The Archipelago Elba
by Prof. Sandro Moretti & Filippo Catani
Elba / Italy
The Mediterranean region with its long
history of population by man today is one of the regions to be most affected by human
influence world-wide. One of the consequences is land degradation along with changes in
geomorphodynamics, of the vegetation and of the characteristic species diversity.
Land degradation is one of the main factors
for edaphic and climatic aridity in the Mediterranean region and leads to decreasing soil
This, again, supports desertification
phenomena which already threaten 60% of Southern Europes countryside areasa
With the Genoa-Declaration in 1985, the
United Nations Environment Programme (UNEP) enlarged the Mediterranean Action Plan (MAP)
by adding the obligation to avoid and fight fires, soil erosion and desertification in the
Mediterranean Region as central items.
During the last several decades a
progressive migration of labour from primary to tertiary sector could be observed in the
Mediterranean countries (coastal regions). A strong migration from agriculture towards
tourism-related activity occurred, caused by the scarcity of suitable land, of capitals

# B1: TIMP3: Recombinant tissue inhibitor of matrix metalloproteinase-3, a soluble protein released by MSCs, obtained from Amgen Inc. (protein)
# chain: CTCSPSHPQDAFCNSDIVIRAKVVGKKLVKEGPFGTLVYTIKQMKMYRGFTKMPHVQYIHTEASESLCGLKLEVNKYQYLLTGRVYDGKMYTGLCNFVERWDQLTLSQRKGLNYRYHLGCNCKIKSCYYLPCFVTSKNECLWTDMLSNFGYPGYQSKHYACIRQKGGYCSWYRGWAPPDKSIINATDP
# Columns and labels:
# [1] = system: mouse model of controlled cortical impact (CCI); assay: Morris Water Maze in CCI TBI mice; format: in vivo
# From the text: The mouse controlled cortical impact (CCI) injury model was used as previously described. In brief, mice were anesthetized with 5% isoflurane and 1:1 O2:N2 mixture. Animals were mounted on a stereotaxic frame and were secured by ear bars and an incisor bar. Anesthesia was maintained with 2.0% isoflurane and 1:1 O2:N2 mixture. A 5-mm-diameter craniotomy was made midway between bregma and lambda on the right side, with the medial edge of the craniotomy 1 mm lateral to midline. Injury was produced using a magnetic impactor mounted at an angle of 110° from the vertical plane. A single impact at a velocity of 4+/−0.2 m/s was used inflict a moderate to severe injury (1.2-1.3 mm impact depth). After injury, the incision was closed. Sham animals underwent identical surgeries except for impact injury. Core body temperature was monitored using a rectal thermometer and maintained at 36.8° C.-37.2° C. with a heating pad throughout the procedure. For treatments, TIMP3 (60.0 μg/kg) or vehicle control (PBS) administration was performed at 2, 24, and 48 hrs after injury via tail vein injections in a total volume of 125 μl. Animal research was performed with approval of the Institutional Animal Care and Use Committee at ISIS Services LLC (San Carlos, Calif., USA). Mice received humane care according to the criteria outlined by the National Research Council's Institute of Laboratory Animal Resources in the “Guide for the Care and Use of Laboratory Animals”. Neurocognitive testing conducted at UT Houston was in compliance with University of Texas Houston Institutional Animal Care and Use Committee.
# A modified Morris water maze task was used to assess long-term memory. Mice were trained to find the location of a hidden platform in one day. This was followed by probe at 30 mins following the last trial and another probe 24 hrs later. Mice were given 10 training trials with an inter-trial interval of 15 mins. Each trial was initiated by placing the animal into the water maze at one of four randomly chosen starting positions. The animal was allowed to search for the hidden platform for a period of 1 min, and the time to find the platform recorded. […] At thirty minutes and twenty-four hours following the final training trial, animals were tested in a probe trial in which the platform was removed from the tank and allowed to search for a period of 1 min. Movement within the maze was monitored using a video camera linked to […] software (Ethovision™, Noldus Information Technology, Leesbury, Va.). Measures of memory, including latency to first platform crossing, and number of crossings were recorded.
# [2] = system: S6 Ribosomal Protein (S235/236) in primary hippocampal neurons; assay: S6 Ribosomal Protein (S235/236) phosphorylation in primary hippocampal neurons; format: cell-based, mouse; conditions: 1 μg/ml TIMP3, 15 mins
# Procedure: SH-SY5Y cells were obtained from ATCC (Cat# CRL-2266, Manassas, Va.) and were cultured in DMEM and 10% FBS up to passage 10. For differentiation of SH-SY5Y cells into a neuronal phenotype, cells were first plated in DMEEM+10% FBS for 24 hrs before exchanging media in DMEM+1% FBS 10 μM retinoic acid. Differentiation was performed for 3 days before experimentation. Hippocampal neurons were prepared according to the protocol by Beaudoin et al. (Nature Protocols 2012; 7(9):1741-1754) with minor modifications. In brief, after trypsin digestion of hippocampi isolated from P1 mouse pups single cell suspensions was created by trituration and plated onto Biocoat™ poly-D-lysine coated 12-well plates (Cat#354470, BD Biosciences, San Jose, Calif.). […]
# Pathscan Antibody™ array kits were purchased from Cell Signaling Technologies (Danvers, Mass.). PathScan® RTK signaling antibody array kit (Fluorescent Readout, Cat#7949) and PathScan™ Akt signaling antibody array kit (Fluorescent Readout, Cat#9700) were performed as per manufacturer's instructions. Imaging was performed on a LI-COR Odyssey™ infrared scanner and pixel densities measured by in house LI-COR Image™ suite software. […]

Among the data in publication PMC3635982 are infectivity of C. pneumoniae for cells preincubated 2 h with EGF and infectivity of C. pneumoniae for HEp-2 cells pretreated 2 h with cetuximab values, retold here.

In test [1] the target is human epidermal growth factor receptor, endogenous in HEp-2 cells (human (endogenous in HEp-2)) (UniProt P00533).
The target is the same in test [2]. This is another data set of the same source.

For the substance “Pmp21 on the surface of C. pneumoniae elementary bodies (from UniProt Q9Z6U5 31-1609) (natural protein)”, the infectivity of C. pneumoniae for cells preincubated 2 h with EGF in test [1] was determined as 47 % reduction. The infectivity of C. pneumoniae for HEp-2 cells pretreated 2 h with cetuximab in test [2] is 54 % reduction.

and by the marginality of the regions of origin and by the high income and activity.
This economic change in the objects of
labour mainly among the rural population led to a profound change in the use of
agricultural land. This land use change has favoured an increment in the susceptibility
for the degradation of the land and the vegetation in these regions, instead of weakening
The socio-structural side effects caused
the accelerated development of the villages placed on the coast and namely near the few
sandy beaches present on the islands and in coastal plains, beaches formed also by the
sediments eroded from the formerly cultivated plots.
The research work on the Islands of Naxos,
Syros, Lesbos, Elba and Mallorca is in line with some equivalent studies referring to
areas struck by changes in land use geomorphodynamic processes and land degradation in
Greek, Spain and Italy.
The reduction of farmed land inside small
islands causes an initial increase in soil erosion, resulting in beach expansion and
consequently of the tourist resort.
A feed-back process can be assumed: Tourist
development - abandonment of agricultural land - soil erosion - beach propagation
-enhanced capacity for tourist activity.
Obviously, other social and economic
processes overlapped to this to make tourism the primary economic activity of many
Mediterranean islands and coastal regions.